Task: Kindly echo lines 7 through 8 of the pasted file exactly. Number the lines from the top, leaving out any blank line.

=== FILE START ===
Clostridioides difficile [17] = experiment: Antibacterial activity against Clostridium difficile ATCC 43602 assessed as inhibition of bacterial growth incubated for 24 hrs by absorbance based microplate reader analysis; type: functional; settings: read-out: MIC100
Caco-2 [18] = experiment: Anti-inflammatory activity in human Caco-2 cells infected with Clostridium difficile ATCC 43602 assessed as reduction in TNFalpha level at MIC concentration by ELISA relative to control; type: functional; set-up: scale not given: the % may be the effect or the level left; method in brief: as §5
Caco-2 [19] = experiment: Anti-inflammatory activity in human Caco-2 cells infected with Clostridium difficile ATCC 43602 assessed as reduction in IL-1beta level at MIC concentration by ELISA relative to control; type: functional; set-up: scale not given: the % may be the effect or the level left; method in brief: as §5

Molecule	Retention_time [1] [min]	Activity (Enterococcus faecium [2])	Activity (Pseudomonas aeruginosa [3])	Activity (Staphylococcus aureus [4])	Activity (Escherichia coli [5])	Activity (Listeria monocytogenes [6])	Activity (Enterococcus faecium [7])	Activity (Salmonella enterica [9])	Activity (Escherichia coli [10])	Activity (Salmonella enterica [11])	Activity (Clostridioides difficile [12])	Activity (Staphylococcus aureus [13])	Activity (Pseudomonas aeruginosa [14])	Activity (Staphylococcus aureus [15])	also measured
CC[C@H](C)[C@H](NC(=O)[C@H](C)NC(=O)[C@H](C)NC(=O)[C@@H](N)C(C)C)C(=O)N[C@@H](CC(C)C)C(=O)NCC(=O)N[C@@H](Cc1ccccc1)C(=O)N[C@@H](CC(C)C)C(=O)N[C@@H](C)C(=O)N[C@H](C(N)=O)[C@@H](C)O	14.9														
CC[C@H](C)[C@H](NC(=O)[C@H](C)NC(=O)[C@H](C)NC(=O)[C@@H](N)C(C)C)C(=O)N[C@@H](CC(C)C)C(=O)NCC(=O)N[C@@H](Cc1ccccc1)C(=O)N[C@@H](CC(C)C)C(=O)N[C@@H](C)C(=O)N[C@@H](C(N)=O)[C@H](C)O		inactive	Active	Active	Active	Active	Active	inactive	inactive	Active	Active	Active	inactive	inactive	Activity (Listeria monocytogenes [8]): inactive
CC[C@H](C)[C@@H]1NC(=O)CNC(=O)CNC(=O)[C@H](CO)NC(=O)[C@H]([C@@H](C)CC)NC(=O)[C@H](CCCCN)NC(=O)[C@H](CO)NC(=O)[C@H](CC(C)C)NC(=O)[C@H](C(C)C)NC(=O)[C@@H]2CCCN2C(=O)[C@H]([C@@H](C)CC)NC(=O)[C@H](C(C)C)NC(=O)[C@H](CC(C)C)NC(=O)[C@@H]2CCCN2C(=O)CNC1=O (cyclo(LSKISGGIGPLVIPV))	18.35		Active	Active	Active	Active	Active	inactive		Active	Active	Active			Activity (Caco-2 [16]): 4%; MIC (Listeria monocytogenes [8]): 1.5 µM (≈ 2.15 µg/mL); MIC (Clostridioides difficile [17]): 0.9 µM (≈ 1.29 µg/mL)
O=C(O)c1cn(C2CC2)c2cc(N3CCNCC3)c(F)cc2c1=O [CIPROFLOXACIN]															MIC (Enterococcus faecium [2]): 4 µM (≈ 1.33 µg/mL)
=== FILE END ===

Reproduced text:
CC[C@H](C)[C@@H]1NC(=O)CNC(=O)CNC(=O)[C@H](CO)NC(=O)[C@H]([C@@H](C)CC)NC(=O)[C@H](CCCCN)NC(=O)[C@H](CO)NC(=O)[C@H](CC(C)C)NC(=O)[C@H](C(C)C)NC(=O)[C@@H]2CCCN2C(=O)[C@H]([C@@H](C)CC)NC(=O)[C@H](C(C)C)NC(=O)[C@H](CC(C)C)NC(=O)[C@@H]2CCCN2C(=O)CNC1=O (cyclo(LSKISGGIGPLVIPV))	18.35		Active	Active	Active	Active	Active	inactive		Active	Active	Active			Activity (Caco-2 [16]): 4%; MIC (Listeria monocytogenes [8]): 1.5 µM (≈ 2.15 µg/mL); MIC (Clostridioides difficile [17]): 0.9 µM (≈ 1.29 µg/mL)
O=C(O)c1cn(C2CC2)c2cc(N3CCNCC3)c(F)cc2c1=O [CIPROFLOXACIN]															MIC (Enterococcus faecium [2]): 4 µM (≈ 1.33 µg/mL)